Why your emotions may be sabotaging your race performance.
One of the most common mistakes I’ve seen (not to mention been guilty of committing) in Ironman is letting outside events control your race. What happens to you during your race and more importantly how you react to it can have a bigger impact on your result than all of the training you’ve done in the lead up to it. When I’m racing I love to see people loose control in a race. Especially stronger or potentially faster athletes. As a coach I try to teach people how to retain control regardless of what happens to them. Loosing control doesn’t only mean throwing a wobbler and flinging your bike across a ditch. It also and more commonly means starting too fast or racing others too early in the day.
It’s crucial that you have a plan that you think you can execute then stick to it regardless of who passes you in the first ten minutes of the bike or how much time you think you have to make up after a slow swim split.
In ’13 I raced IMUK in Bolton and in the first kilometre out of T1 I had a puncture. I was in the best shape of my life. I had come with the aim of not just qualifying for Kona but I thought I had a real chance of fighting for a podium finish in my age group. But less than 10 minutes into the bike I was at the side of the road taking off my rear wheel. I whipped off the tyre and tube and took out a spare. I had it half way on before realising that the tyre had also split. I took it off again and repaired that too. I reckon I lost close to 10 minutes and a couple of hundred places stood at the side of the road. It’s important to add that I’m a relatively weak swimmer so I would already have been well down in relation to where I needed to be at the start of the bike, now I was hundreds of places further back.
I tried not to panic and just restarted like nothing had happened. I wouldn’t allow myself start racing to make up time although it was almost impossible to suppress the panic and have the self control to hold back at that stage. I forced myself to focus on the process and not the target or outcome. This allowed me settle into the task at hand and not worry about places or podiums.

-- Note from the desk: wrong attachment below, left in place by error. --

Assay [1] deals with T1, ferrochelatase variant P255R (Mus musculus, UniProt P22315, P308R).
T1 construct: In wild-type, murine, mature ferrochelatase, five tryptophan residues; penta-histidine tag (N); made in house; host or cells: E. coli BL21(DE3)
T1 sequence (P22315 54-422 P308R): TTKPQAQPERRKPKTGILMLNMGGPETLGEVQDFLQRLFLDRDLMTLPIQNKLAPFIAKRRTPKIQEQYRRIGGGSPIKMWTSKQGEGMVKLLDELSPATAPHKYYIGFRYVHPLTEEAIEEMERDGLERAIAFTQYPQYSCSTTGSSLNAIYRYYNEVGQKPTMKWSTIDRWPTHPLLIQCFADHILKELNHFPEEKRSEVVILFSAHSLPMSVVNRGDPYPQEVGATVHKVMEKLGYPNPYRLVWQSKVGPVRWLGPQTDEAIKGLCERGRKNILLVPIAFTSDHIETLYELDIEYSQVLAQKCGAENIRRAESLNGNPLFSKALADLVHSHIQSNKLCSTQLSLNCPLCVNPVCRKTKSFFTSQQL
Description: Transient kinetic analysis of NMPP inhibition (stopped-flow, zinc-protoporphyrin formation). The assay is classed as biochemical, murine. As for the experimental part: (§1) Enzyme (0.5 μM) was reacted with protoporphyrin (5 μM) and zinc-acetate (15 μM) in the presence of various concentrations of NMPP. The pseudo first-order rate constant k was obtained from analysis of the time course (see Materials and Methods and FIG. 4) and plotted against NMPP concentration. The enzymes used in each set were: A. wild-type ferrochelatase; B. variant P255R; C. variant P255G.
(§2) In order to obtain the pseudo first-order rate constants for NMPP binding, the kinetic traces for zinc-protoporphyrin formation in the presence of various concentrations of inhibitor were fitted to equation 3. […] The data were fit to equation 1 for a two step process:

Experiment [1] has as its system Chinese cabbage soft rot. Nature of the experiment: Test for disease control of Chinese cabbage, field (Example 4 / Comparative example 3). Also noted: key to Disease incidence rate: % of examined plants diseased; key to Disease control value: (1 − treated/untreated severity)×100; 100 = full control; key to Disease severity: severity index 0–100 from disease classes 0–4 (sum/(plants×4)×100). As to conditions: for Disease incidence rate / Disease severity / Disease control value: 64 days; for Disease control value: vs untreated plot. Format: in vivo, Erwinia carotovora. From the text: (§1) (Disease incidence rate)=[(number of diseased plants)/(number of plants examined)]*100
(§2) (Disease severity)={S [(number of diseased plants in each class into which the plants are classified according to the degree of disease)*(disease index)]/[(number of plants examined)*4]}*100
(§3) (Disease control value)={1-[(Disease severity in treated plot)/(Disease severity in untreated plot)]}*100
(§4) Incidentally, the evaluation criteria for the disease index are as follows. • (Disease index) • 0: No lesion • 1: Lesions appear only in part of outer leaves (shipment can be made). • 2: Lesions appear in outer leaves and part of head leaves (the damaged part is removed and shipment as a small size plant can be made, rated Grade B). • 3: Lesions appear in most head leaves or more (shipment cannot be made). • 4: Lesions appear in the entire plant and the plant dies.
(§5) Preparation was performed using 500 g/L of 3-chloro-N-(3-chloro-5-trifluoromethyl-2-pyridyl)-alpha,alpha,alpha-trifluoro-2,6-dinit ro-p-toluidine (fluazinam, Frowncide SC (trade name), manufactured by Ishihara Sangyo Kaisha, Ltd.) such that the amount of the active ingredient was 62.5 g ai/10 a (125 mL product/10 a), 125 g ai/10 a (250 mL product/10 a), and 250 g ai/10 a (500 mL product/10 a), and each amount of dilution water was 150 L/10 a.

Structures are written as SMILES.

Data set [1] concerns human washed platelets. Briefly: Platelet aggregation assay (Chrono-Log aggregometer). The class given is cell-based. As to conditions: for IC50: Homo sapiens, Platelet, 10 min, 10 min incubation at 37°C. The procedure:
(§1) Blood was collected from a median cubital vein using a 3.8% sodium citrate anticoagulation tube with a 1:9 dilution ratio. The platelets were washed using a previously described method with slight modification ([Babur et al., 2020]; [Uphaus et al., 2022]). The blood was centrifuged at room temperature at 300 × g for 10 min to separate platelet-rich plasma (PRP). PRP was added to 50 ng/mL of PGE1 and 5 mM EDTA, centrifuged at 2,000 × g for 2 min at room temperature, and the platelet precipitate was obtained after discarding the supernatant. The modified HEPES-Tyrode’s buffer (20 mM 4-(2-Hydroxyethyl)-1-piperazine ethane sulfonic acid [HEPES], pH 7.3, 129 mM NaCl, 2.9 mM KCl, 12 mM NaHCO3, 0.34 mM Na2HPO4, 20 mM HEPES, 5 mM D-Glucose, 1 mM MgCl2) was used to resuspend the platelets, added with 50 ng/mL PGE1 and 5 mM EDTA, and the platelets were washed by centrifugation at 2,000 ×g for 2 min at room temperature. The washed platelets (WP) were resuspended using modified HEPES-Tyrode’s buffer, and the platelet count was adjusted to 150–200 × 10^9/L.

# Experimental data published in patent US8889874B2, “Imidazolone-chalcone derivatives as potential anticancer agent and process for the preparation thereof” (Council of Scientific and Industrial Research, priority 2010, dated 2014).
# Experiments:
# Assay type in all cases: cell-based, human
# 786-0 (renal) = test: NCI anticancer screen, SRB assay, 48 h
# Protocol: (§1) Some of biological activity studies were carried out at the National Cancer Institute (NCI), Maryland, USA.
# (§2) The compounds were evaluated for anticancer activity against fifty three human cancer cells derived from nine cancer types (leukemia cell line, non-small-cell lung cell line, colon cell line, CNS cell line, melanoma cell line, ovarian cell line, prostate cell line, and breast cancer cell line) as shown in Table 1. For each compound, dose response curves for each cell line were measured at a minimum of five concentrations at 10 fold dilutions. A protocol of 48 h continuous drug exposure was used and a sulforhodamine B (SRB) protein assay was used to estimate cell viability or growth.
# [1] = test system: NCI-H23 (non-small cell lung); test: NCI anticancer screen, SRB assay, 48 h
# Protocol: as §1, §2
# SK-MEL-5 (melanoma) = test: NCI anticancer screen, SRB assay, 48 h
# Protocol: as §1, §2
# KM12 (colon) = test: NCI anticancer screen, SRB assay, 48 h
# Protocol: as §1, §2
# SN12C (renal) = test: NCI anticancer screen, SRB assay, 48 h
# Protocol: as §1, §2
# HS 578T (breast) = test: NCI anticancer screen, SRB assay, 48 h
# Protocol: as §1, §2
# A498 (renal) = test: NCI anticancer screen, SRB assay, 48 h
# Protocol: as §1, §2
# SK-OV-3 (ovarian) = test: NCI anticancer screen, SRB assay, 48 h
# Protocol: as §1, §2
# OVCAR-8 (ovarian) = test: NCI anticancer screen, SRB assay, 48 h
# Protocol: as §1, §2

I gradually worked my way back up through the field eventually getting off the bike in 6th place in the age group. At the start of the run I knew by the amount of bikes in transition that I was further back than I had planed on being but again I focused on following my race plan and not starting the run too hard. Despite careful pacing I guess I had still allowed myself to push a little too hard and at some stage between 20-25k I started to fall apart. I held on to as much hurt as I could but dropped to 12th by about 30k before I managed to recover somewhat and start to try to regain the lost places. I was at least 5 places away from qualifying with only 6-7k to go and I was in more pain than I’d ever been in in any race. All I could think of was not letting Ais down. She had sacrificed so much to help me get here that I couldn’t face admitting to her that I’d backed off because it got too hard. I told myself I could push for just one minute. So I did. Then I tried to hold on to it for one more minute and I managed that. Then I passed a guy in my age group and buoyed by that I pushed again and again and kept on just asking for one more minute and when I got to the turn around point at almost 5k to go I still thought I needed one more place.
I pushed and hurt myself more than I ever have in a race and kept on looking for the last qualifying place, looking to make the last pass. I was back into town and almost resigned to my finishing position. With only a couple of hundred meters I wouldn’t catch anyone now, I thought. Turning into the finishing square I saw a guy with the three armbands meaning he was finishing to. I couldn’t believe I was going to have to sprint after over 10 hours of racing. I was in so much pain I almost didn’t try but then I was pushing and sprinting and caught him at the entrance to the finish chute and held on to finish just ahead of him.
It was only later looking at the results that I learned that he was in my age group and I passed him for the last qualifying slot for Kona. As well as that at 5k to go he had almost a 5 minute lead on me. If I had known that’s what I had to do I never would have believed it was possible. The biggest lesson for me was to never give up until it’s finished no matter what happens. Particularly when you’re having problems in a race, it’s important to remember no one has a perfect day in Ironman. We all have nutrition, mechanical or other issues. We at some stage hurt and often have a point when it looks like it’s beyond our reach. It’s critical to remember that everyone else is also having issues and problems. It’s whoever deals with them best will succeed.
Kona athletes know that controling themselves regardless of what’s going on around them is often the difference between qualifying or not. It’s a theme that came up again and again in the report on how five athletes qualified for Kona an incredible 29 times. You can access it free here.
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